Perceived lack of respect was frequently reported. Only about half of dialysis staff agreed that their supervisor treated them as an equal member of the team and that their supervisor listened carefully to their observations and opinions. Interestingly, physicians and PCTs were the least likely to agree with these statements, consistent with our findings that PCTs named lack of respect from their colleagues as a major driver of burnout and lack of fulfillment [27] and that physicians did not feel respected by administrators and their institutions [11]. Experiences of hostility and violence from other team members or patients and their family members, which represent extreme forms of disrespect, were not rare, with about one-quarter feeling humiliated or ridiculed or being the target of spontaneous anger or shouting at least some of the time; physicians, PCTs, and nurse managers/clinic coordinators were the most likely to have these experiences. Additionally, nearly one in five experienced discrimination based on personal characteristics or threats, actual abuse, or violence at least some of the time; these were most commonly reported by physicians, APPs, and nurse managers/clinic coordinators. Together, these results suggest that any interventions to increase dialysis care providers’ sense of respect will have to target administrative policies, healthcare team dynamics, and patient-provider relationships.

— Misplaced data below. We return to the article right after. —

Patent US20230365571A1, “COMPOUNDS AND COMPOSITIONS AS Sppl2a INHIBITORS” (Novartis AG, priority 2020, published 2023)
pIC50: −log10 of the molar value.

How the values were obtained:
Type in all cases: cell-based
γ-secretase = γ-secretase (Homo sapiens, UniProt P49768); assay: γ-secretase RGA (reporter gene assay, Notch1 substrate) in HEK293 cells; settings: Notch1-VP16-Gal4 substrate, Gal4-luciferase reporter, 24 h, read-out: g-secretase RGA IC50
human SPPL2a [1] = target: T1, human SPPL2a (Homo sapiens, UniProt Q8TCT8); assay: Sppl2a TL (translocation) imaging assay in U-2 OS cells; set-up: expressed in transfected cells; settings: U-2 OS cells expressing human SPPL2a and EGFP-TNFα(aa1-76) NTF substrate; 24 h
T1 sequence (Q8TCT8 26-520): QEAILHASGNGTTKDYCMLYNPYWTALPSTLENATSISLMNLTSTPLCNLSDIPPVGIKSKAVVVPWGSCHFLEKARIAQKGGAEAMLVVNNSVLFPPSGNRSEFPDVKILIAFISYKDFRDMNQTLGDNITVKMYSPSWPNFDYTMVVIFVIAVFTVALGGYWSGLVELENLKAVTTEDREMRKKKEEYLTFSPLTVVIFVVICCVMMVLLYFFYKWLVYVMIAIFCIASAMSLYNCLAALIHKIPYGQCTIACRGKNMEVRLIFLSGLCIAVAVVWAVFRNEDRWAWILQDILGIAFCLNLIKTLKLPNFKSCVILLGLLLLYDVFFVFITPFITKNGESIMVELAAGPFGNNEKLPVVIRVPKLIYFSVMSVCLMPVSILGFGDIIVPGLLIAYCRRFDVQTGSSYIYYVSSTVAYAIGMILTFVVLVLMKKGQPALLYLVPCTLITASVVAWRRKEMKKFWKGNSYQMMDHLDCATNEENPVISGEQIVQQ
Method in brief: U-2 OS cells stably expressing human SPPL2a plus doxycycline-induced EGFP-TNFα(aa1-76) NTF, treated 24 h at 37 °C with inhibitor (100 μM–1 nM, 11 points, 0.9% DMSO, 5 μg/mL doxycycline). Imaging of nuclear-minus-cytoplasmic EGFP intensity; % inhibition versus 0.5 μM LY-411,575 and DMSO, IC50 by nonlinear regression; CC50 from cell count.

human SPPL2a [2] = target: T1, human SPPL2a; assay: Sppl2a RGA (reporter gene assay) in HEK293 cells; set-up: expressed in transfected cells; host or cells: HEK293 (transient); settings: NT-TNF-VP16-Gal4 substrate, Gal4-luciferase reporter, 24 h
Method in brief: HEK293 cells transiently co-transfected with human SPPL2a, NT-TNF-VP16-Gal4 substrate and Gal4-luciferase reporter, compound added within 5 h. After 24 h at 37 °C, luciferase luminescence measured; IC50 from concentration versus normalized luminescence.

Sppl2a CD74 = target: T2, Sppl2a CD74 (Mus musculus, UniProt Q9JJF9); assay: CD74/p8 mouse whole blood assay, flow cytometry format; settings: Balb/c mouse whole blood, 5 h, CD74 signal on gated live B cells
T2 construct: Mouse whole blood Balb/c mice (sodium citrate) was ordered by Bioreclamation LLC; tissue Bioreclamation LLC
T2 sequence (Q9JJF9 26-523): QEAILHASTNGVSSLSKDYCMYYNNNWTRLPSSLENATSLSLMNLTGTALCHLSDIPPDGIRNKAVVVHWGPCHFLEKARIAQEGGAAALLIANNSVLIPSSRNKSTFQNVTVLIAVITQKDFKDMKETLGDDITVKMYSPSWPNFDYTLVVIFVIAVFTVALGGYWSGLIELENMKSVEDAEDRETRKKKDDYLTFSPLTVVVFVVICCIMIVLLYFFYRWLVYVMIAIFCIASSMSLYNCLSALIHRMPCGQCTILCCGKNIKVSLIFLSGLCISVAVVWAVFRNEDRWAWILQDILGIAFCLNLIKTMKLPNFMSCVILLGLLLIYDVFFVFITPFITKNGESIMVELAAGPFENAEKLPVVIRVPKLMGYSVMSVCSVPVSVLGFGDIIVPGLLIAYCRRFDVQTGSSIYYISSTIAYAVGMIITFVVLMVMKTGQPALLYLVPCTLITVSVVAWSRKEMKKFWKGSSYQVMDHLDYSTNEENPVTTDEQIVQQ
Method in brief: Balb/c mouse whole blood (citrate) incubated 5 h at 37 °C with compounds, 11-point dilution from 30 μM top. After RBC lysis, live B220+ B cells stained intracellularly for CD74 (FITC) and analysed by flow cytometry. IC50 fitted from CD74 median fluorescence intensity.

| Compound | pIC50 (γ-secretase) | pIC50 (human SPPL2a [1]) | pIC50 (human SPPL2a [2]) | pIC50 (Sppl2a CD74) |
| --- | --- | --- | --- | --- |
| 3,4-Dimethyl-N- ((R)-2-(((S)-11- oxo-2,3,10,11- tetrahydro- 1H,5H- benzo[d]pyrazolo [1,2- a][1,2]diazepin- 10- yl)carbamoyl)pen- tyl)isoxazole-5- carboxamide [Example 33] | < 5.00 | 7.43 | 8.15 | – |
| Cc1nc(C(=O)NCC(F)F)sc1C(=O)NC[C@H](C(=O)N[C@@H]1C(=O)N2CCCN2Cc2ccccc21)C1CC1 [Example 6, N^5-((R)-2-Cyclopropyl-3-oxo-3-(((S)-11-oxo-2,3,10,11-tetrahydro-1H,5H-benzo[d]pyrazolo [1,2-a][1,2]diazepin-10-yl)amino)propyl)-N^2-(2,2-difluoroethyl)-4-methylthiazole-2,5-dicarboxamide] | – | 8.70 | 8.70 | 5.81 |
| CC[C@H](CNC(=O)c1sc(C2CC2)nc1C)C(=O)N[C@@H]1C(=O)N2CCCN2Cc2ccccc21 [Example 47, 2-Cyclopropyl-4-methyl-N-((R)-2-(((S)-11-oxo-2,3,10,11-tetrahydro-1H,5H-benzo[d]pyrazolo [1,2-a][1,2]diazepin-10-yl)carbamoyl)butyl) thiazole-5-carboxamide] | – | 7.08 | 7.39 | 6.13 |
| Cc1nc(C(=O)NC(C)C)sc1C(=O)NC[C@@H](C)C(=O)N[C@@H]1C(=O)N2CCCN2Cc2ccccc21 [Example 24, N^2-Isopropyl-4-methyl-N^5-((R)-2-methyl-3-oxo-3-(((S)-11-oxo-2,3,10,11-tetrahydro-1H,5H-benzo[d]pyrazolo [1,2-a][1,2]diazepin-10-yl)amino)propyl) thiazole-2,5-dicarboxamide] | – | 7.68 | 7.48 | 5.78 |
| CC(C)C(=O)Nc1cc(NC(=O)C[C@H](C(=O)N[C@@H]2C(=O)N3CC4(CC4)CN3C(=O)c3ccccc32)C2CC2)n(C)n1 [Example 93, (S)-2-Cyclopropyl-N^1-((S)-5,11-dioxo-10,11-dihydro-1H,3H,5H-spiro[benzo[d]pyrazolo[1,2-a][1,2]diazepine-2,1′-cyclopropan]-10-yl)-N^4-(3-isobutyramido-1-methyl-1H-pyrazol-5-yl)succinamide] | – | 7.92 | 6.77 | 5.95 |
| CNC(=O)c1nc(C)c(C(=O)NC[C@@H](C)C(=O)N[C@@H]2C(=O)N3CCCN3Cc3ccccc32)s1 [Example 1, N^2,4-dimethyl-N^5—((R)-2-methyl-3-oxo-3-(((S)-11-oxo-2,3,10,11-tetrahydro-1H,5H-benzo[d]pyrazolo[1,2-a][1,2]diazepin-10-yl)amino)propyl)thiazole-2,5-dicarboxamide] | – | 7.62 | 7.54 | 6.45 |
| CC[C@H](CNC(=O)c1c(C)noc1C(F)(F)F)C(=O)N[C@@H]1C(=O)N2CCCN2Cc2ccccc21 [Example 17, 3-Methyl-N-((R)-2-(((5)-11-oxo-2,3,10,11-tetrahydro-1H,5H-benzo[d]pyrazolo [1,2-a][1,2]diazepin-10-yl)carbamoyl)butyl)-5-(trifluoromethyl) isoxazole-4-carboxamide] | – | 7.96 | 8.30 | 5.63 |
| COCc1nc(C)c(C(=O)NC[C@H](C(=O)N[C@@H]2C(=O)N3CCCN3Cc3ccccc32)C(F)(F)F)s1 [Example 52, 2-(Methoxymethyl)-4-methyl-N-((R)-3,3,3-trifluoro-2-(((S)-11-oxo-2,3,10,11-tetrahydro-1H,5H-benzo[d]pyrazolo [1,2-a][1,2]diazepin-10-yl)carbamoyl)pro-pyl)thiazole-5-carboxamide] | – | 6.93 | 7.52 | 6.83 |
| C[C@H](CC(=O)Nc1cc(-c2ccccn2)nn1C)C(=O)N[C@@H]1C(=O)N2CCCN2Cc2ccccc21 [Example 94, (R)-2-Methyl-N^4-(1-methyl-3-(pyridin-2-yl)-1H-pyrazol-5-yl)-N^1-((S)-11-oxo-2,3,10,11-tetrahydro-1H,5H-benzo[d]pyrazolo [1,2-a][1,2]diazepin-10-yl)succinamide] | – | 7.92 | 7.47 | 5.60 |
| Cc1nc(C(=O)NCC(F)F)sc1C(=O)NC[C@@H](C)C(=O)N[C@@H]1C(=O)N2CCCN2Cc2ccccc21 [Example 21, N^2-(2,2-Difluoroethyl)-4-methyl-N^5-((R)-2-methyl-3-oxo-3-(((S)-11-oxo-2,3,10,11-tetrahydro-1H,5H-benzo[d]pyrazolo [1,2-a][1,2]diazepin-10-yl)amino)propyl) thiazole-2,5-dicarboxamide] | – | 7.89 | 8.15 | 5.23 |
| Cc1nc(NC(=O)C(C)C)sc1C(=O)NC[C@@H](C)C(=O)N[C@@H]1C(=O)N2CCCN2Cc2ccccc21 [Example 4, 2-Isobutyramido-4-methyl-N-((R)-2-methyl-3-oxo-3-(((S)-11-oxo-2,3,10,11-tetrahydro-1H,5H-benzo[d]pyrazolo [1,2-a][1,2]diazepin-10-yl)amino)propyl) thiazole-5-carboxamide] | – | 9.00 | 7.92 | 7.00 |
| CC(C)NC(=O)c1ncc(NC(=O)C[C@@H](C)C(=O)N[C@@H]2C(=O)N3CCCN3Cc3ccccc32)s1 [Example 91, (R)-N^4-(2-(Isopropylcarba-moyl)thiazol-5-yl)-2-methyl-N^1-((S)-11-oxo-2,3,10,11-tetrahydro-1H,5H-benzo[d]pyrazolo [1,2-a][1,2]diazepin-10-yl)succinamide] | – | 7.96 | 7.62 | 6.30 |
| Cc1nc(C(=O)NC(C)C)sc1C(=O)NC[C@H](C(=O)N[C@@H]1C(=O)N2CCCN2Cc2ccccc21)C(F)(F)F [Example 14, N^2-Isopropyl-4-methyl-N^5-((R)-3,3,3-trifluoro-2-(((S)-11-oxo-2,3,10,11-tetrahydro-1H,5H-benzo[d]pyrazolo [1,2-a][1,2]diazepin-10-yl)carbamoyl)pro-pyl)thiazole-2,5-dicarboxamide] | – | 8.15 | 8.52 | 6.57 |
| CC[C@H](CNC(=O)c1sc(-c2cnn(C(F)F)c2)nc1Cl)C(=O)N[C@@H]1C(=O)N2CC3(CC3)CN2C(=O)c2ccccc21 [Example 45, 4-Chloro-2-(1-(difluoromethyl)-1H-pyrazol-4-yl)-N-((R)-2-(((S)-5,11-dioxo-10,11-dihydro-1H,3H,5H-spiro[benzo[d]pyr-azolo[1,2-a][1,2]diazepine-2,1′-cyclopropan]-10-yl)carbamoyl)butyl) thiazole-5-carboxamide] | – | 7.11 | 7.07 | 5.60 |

Our results also suggested that many dialysis care providers feel a lack of autonomy, which is a recognized risk factor for healthcare worker burnout [31]. Fewer than half strongly agreed that it was their responsibility to decide how their job got done or that they had input into patient care planning. Physicians and PCTs were the least likely to agree with these statements, which again is consistent with our prior studies suggesting that perceptions of the lack of autonomy were a driver of burnout among these providers [11, 27]. The potentially surprising observation that physicians feel they do not have input into care planning likely reflects the sense that dialysis care is driven more by administrative policies than patients’ best interests, which emerged as a theme in our nephrologist burnout survey [11]. As with lack of respect, it is likely that interventions at multiple levels (providers, facilities, regional and national policymakers) would be needed to improve sense of autonomy among these workers.